Characterization of Designer Biochar Produced at Different Temperatures and Their Effects on a Loamy Sand
Keywords:designer biochar, pyrolysis, feedstock, soil improvement, GRACEnet
Biochar additions to degraded soils have the potential to improve crop yield and soil quality. We hypothesize that the biochar production process can be tailored to form designer biochars that have specific chemical characteristics matched to selective chemical and/or physical issues of a degraded soil. We produced biochars from peanut hulls, pecan shells, poultry litter, and switchgrass at temperatures ranging from 250ºC to 700ºC. Biochars were characterized by % mass recovery and by their physical and chemical distinctiveness. These were mixed at 2% w/w with a Norfolk loamy sand (fine-loamy, kaolinitic, thermic Typic Kandiudults) and were laboratory incubated to examine changes in the Norfolk's soil properties. Higher pyrolysis temperatures resulted in lower biochar mass recovery, greater surface areas, elevated pHs, higher ash contents, and minimal total surface charge. Removal of volatile compounds at the higher pyrolysis temperatures also caused biochars to have higher percentages of carbon (C) but much lower hydrogen (H) and oxygen (O) contents. 13C NMR spectral analyses confirmed that aliphatic structure losses occurred at the higher pyrolysis temperatures, causing the remaining structures to be composed mostly of poly-condensed aromatic moieties. Biochars produced at higher pyrolysis temperatures increased soil pH values, while biochar made from poultry litter feedstock grossly increased Mehlich-1 extractable phosphorus (P) and sodium (Na) concentrations. Water-holding capacity varied after biochar incorporation. Biochars produced from different feedstocks and under different pyrolysis conditions influenced soil physical and chemical properties in different ways; consequently, biochars may be designed to selectively improve soil chemical and physical properties by altering feedstocks and pyrolysis conditions.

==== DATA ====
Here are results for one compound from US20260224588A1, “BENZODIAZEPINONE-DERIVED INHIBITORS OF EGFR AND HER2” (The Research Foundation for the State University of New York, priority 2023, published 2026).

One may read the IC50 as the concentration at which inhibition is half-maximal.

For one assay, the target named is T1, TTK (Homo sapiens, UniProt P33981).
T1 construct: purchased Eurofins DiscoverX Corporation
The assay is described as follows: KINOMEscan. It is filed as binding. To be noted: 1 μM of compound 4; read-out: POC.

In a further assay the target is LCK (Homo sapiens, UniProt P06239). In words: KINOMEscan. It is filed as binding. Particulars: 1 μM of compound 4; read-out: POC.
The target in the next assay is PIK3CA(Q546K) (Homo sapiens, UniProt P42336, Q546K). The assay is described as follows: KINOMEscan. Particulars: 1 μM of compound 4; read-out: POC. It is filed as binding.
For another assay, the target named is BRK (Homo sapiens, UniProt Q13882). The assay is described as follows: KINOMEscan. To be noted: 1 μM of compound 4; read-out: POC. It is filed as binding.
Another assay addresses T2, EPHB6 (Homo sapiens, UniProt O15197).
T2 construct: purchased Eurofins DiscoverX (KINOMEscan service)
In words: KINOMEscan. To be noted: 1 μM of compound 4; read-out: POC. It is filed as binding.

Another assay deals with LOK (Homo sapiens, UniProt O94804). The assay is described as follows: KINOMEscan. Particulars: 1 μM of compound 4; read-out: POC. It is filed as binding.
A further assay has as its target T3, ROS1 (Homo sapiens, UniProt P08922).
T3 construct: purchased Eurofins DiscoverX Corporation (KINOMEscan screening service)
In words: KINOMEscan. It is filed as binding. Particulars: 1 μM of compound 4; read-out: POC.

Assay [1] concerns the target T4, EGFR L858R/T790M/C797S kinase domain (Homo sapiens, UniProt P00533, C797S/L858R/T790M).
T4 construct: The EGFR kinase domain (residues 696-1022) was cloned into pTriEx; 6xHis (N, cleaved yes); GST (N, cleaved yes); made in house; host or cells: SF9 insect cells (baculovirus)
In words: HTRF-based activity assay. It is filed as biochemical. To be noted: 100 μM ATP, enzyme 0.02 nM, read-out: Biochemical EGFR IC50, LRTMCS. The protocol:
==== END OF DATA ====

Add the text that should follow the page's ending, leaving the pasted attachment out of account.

Permanent URL: http://hdl.handle.net/2047/d10019637